• Read the operational data files. Whenever the chart is viewed or refreshed, summarize needed data for the report. With relatively small files, this works great. With millions or even billions of records, this approach might be a long running application, not meeting response expectations for some viewers.
  • Stage the data by creating a table or view that is rebuilt or refreshed periodically, perhaps on a timed basis, providing the data required to produce the charts. This approach can improve response.
  • Make data a component of a metric database, populated with data points, created over time, providing a smaller number of records, already summarized, with just what is needed for the reports. This technique might offer rapid response for numerous time-based queries. To compare one year to another, showing the difference and percent change, we’d need to summarize period-to-Date information, as well as summarize the same period in the prior year. If we had taken the metric database approach, we might already have the last-year or year- over-year data on hand in summary form.
  • Temporal Features

    IBM recently added Temporal features to DB2 for i, which will likely provide improved ways to approach year-over-year, period-to-period comparisons. When the new DB2 for i features are enabled in IBM i 7.3, data can be saved in a way that allows you to look at data during points in time in the past. With Temporal processing in place, next month or next year, you might write two queries, one to get current period and one for prior period, specifying a common elapsed time, such as month or quarter of each year. Whether utilizing the Temporal feature or not, such a yearly comparison might look something like this chart in Figure 4.

    Data in Numeric Form

    Another view of similar data might express a comparison in numeric form as seen in Figure 5.

    For such Sales metrics, there could be a variety of presentations or views depending upon what a business needs to measure. To put together a dashboard, the first task is to develop an extraction strategy that allows us to go get at the appropriate numbers behind the dashboard. DB2 Tables, Views, Materialized Query Tables or SQL Stored Procedures are all excellent approaches to support such presentations. DB2 Web Query for i can consume each of these database object types, producing one or more reports or charts from a data source. Once combined in the Web Query portal as a page, or in a single document, you can see the power of a dashboard to review business activity Figure 6.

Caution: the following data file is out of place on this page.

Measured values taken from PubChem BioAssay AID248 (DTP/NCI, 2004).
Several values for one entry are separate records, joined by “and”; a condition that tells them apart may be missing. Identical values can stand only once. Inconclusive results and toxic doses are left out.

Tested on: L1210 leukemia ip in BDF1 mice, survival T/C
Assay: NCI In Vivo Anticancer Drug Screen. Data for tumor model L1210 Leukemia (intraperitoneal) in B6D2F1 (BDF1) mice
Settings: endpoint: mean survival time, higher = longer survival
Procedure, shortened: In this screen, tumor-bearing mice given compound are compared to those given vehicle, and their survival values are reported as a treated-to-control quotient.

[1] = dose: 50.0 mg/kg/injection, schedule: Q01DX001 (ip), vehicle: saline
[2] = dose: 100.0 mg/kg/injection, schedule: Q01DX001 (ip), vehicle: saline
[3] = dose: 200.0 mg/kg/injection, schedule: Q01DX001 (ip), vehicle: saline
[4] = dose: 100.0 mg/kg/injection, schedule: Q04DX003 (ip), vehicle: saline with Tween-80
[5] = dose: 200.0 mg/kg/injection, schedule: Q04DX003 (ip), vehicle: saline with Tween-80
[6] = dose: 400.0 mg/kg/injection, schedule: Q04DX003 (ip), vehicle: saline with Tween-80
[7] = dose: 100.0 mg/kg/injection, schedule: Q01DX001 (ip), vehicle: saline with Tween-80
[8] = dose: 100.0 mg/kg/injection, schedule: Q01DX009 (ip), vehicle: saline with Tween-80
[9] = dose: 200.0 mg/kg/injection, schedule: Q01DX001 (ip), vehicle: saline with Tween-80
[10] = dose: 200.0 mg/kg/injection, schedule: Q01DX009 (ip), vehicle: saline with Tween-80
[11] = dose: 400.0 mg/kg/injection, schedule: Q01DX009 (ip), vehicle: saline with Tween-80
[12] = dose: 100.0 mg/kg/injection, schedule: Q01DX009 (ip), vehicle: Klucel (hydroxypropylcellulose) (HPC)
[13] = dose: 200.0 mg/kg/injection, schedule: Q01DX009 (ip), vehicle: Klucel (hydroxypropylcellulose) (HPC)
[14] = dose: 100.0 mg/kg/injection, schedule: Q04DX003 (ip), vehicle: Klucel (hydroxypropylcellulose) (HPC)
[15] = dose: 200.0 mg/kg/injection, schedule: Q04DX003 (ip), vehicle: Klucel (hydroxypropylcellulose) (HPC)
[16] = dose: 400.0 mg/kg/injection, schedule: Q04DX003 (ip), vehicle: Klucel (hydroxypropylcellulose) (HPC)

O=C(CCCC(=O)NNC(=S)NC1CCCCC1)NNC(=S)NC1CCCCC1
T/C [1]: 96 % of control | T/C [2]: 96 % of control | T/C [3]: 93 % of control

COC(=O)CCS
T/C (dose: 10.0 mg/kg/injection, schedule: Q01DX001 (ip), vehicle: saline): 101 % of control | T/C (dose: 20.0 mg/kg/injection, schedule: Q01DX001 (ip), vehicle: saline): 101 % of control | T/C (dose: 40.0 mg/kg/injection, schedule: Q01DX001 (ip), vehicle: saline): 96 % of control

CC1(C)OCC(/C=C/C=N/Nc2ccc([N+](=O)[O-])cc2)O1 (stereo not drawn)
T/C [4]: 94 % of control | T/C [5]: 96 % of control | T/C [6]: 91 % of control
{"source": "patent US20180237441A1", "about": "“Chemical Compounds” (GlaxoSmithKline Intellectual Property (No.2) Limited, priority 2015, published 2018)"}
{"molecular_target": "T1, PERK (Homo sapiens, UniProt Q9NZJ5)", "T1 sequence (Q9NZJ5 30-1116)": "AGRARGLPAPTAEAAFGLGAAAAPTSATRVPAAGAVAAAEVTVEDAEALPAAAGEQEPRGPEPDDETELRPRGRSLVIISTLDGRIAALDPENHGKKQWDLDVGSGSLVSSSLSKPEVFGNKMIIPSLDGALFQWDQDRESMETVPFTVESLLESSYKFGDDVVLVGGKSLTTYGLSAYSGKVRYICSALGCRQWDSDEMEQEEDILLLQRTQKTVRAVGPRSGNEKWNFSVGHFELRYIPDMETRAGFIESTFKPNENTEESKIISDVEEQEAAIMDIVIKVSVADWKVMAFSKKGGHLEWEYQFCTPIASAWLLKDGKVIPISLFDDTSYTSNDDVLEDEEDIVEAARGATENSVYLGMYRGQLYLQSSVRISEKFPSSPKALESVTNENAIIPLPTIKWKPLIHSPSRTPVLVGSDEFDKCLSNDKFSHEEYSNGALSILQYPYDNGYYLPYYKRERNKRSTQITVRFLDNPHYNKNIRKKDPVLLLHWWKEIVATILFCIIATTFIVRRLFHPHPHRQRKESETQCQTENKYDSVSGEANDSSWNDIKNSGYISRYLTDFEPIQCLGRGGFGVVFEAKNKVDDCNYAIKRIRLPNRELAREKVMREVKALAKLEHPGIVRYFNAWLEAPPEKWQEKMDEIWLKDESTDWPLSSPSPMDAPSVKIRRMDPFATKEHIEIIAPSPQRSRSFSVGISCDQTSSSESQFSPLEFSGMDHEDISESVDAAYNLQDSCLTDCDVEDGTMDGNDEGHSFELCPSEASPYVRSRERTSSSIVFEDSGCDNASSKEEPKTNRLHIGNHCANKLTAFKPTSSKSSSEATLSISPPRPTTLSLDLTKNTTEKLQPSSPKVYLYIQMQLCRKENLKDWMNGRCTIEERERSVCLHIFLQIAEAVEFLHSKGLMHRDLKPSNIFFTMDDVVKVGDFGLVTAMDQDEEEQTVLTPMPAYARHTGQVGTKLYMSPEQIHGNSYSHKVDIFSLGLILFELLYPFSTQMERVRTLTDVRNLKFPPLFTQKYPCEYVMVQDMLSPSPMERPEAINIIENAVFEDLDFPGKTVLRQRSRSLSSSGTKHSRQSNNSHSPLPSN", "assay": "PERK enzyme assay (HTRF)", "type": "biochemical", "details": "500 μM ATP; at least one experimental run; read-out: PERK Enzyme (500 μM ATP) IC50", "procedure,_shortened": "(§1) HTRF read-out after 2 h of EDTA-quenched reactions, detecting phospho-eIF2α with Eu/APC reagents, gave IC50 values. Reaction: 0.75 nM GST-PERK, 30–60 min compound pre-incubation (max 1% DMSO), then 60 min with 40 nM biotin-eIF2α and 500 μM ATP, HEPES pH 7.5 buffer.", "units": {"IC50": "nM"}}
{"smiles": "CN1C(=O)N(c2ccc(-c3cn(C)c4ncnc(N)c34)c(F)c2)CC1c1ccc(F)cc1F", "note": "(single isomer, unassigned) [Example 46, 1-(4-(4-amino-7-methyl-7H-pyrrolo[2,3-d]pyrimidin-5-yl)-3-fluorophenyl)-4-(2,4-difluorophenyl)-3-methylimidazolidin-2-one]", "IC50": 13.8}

I like the concept of a metric database, populated by programs used in conjunction with DB2 Procedures, Views or MQTs. The metric database could contain descriptions, a definition of the metric, a timestamp when gathered, and the numeric values associated with each of the metrics captured. The metric repository likely contains a smaller number of records than the operational data, because of pre-summarization. This leads to faster responses. Data records might be further summarized rapidly by logic that involves descriptions, dates, or timestamps. When necessary, drill-down to the actual operational data could provide further insights about a selected period or subset of data, again limiting the number of records to be processed.

    Job Scheduler

    In the Standard Edition of Web Query, a job scheduler component can run reports to summarize or deliver data to the portal, files, users or folders. Or, the IBM i job scheduler could run a job to read and summarize operational data, creating metric records for a relevant period. Using RPG, SQL or Web Query, you can harvest data that could contain daily snapshots, from which weekly, monthly or year-to-date summaries could later be obtained. Once created, one or more metrics can be presented in a dashboard showing current values or trend analysis. Figure 7 shows another dashboard example that might be viewed on a browser or mobile device.

    The Information Builders Mobile Favorites application, available from platform App stores, can be used to review data on tablets or phones. IBM and Information Builders Inc., have worked diligently to make DB2 Web Query for i an affordable, feature-filled and easy-to-use Business Intelligence offering for the IBM i market.

Rick Flagler is an information technology consultant, teacher and mentor.